• King Ding Dong
            King Ding Dong commented
            Editing a comment
            Farewell Eaglex3

          • ghjim
            ghjim commented
            Editing a comment
            If I could do one thing in this whole debacle it would be to shoot down the tired argument that the BSA capitulated to public pressure. Organizations and individuals outside the BSA have been criticizing the membership policy for decades with no effect. Even as the membership declined the BSA executives held their ground on the basis of their religious convictions. Only when a large group of councils rebelled did all of this start to happen. Only when the councils voted independently did we find what the majority of the membership wanted. And this significant majority exists after decades of driving like-minded people out.

            I'll repeat what I said earlier that I hope the BSA continues this policy of consulting with the membership before making sweeping edicts concerning morality.

        • #10
          Welcome to the forums Eaglex3. Am I interpreting your message correctly that you are leaving BSA as a result of this decision? Would you consider hanging around this campfire anyway?

          Comment


          • #11
            Fred, clearly you never had anyone on the phone bring up the percieved sexual preferences of one of your youths as a reason for dismissal. This policy keeps bad days like that a little further off, and all those leaders out there fielding calls like that can now divert their time to hiking and camping and finding a decent campfire where they can hash out these issues with their youth.

            Comment


            • EmberMike
              EmberMike commented
              Editing a comment
              If those are the kinds of parents who are now leaving Scouting because of this vote, then good riddance. Wanting to see a kid thrown out because they perceive him to possibly be gay, that's horrendous.

            • packsaddle
              packsaddle commented
              Editing a comment
              EmberMike, I'd rather they stayed in and continued to fight for that in which they believe. They are merely in the same position now (sort of reversed) that I was in for a very long time. So I would extend to them the same opportunity to express themselves and change my mind if their ideas have sufficient merit. Having them leave does no one any good. I remember all too well the numerous invitations for me to leave and start my own organization. I considered those comments not to be in the spirit of scouting and so it is in that spirit that I continue to welcome the expression of their ideas.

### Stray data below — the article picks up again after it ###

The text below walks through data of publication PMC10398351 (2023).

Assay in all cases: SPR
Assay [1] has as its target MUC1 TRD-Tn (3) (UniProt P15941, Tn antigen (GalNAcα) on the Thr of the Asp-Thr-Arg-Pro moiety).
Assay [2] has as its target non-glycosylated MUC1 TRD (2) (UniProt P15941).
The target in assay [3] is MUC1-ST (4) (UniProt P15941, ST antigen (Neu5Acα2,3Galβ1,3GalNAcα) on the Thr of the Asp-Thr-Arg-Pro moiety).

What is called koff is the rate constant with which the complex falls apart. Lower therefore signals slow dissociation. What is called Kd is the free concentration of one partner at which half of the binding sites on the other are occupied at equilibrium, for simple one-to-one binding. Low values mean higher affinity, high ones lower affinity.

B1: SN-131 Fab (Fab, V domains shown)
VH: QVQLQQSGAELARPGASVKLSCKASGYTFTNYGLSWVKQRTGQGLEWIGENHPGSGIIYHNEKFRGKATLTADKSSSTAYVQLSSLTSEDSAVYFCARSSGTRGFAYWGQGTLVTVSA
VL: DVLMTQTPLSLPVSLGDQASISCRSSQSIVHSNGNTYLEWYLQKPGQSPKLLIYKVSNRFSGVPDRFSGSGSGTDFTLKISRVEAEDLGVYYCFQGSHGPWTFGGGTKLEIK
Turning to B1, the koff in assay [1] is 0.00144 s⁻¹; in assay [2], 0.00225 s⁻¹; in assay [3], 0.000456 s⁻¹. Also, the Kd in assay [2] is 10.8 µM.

• #12
            One of the UK scout laws is A Scout belongs to the worldwide family of Scouts. It may surpise you just how much attention this issue is getting around the world. Most major media sources across Europe are reporting it and the editorial opinion is very favourable. I don't know if that matters to you, but if it was the US media reporting on something in the UK in this way I would certainly feel very pleased. It is also something that scouts here, including many of mine, are taking a big interest in. The fact is though that you'll find it will make very little difference to how things run. You are not going to suddenly get a troop full of gay scouts. You'll just get a small percentage of boys who, probably around the age 12-15 figure out that they are gay. They may chose to come out, they may not. But if they do the troop will just carry on running as normal and 6 weeks later no one will even remember. I suspect that a large proportion of those who say they will leave actually won't. They'll wake up on 1 January and realise that actually nothing in their world is different. They might have a PL or SPL who suddenyl turns around and says "Hey Skip, that's a relief, I can be open about this now, I'm gay. And could you remind me what date summer camp is? And here's our route plans for next week's hike, see you on Tuesday". It will be exactly the same as when girls were admited to scouting here. Many people said "Ooh! How terrible, what if a girl has a period on camp? I'll quit if this goes through". Two years later they were still there and just remembering to pack the sanitary towels for camp. The difference will be very large and for the better for the small percentage of scouts who previously would have had to hide who they were. It will be very small for everyone else. You have done the right thing, for your scouts and for America.